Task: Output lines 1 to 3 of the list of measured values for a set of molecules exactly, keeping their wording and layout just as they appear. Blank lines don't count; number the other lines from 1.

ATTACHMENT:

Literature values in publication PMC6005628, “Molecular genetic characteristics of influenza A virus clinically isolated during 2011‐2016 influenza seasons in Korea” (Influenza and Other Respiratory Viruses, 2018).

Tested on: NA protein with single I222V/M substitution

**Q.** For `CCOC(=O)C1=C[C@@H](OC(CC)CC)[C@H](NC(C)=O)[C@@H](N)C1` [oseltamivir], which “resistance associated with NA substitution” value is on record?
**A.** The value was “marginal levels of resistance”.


Literature values in publication PMC6005628, “Molecular genetic characteristics of influenza A virus clinically isolated during 2011‐2016 influenza seasons in Korea” (Influenza and Other Respiratory Viruses, 2018).

Tested on: NA protein with single I222V/M substitution

**Q.** For `CCOC(=O)C1=C[C@@H](OC(CC)CC)[C@H](NC(C)=O)[C@@H](N)C1` [oseltamivir], which “resistance associated with NA substitution” value is on record?